Oysters are the shapeshifters of the sea. Ingenious and ever-adaptable, they’re born male, but can switch to female and back to male again.
This is just one of many “gee-whiz” facts I learned on a Sailaway Charter through the bayous of Alabama. Skip Beebee, captain of the Miss Janet, offered our crew an up-close-and-personal tour of the oysters, shrimp, and blue crabs that Gulf Shores restaurants offer on their menus.
It’s one thing to slide a plump, buttery mouthful of jiggling oyster down your throat, but to see where it grew up, to learn how it attaches itself to rocks, to piers, to anything that’s not moving, and to actually participate in raking it onto a culling table adds a whole new dimension to the dining experience.
Beebee has been offering his nature tours of Longs Bayou and Wolf Bay since 1996. Guests have a choice of two vessels: the Windy Ways, a 48-foot ketch he lived on for six years while sailing from San Diego through the Panama Canal, or the cruiser he named after his wife, Janet, whom he met at a bus stop in Guatemala.
After sailing throughout Honduras, Belize, Mexico, Costa Rica, and Nicaragua, the happy couple docked in Orange Beach, Alabama, and have been giving nature tours ever since. Besides dispensing little-known facts about transgender oysters and advice on the best restaurants at which to enjoy the Gulf of Mexico’s famous royal red shrimp, Captain Skip teaches his passengers to tong for oysters, seine for shrimp, and pull up baskets of blue crab. Bottlenose dolphins, especially an old-timer Beebee calls “Mr. Friendly,” often come along for the ride too.
“We ought to call him Mr. Hungry,” the captain said about the eight-foot dolphin he recognizes by the white scrape on his dorsal fin. (Although, in retrospect, shouldn’t we also be calling Captain Beebee “Skipper Skip”? It has a nice ring to it.)
Whatever you do, Beebee instructs us, don’t interfere with Mr. Friendly’s food. Once, he got so mad at the gulls that were snatching up Beebee’s rejects that he jumped up and grabbed one by its leg.
Another word to the wise about these tours: Do not wear white. In Alabama, oysters are harvested with a process called tonging, and let’s just say it’s a bit messy. Lots of mud and gunk comes up with the oysters that Beebee harvests using nine-foot poles with rake-like tongs that open and close like scissors and are scraped along the bayou floor.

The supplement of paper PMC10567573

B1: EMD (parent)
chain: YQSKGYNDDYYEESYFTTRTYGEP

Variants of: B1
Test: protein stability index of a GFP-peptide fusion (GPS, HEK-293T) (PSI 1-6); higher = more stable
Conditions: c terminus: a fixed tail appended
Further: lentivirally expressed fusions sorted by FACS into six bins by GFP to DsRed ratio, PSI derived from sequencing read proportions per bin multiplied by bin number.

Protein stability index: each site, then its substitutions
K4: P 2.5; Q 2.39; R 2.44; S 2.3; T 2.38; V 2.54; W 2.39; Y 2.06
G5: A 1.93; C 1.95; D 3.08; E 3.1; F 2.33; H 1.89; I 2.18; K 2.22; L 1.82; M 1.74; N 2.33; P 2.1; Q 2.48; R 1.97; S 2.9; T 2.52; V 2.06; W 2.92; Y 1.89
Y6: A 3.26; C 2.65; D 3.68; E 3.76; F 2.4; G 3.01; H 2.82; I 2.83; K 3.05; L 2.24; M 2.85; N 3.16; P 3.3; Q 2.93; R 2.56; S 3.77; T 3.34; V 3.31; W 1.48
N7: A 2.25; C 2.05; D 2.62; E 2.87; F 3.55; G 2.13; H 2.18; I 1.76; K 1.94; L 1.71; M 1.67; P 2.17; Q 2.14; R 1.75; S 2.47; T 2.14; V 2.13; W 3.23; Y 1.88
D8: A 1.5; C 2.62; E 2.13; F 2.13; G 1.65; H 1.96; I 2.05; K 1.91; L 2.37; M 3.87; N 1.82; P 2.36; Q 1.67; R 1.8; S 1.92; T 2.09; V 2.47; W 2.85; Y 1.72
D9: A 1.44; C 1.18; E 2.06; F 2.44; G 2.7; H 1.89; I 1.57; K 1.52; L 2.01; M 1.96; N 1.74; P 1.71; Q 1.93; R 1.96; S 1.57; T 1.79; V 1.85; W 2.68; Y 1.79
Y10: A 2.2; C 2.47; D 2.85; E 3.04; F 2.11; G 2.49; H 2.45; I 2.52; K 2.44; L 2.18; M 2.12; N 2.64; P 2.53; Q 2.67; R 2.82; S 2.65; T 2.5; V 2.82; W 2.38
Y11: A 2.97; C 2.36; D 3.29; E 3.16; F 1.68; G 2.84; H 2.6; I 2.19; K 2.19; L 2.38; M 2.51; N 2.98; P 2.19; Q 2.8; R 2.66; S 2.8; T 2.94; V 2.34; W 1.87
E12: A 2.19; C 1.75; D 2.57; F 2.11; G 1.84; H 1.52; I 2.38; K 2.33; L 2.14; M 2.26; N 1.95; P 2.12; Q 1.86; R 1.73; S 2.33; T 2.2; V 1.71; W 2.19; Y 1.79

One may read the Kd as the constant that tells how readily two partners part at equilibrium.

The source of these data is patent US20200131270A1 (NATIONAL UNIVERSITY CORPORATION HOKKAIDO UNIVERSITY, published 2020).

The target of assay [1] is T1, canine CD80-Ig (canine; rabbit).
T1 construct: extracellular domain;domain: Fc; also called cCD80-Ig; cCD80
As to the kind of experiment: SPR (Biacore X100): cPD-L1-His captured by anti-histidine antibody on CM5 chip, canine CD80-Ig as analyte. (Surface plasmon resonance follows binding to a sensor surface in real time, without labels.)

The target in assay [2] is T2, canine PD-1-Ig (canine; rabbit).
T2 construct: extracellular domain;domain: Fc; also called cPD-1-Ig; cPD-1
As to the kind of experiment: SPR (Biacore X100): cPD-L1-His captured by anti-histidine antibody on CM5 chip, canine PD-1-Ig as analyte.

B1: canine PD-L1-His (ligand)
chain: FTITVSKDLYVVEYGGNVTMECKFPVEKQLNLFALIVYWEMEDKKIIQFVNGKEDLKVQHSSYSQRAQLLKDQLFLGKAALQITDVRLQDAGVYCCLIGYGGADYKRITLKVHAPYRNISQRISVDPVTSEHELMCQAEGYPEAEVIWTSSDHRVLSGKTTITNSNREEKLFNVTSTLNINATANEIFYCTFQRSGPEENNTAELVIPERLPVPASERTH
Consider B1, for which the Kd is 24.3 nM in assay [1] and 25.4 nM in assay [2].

A bright orange buoy with an “S” (for Sailaway Charters) on the side is our next destination. Although more than 60 varieties of crab inhabit Alabama waters, we’re on the hunt for the famous blue crabs, whose meat is soft, sweet, and juicy all the way out to the claws. Beebee pulls up a metal cage with a half dozen blue crabs complete with gigantic front pinchers that lash out in angry consternation.
Avoiding their wrath, he manages to flip one over, revealing a T, which indicates that this particular specimen is male; the females in the cage have round underbellies. After properly examining the blue crabs whose brethren will be featured on tonight’s dinner plates, Beebee bravely tosses them — pinchers wildly grasping — back into the bay.
Next, with seagulls flocking overhead, he throws out shrimp nets (weighted doors keep them open) from the back of the boat. A few minutes of trawling later, he hauls in the net and empties it into a seawater tank. Jellyfish, puffers (they feel like the Pillsbury Doughboy), squid, eels, and ribbonfish drop from the nets along with several varieties of shrimp.
Beebee may call the two hours on the lazy bayous a nature tour, but for a gourmand, they’re the perfect introduction to area menus.
So sure, by all means, enjoy the seafood while visiting Gulf Shores. Just never forget whence it came.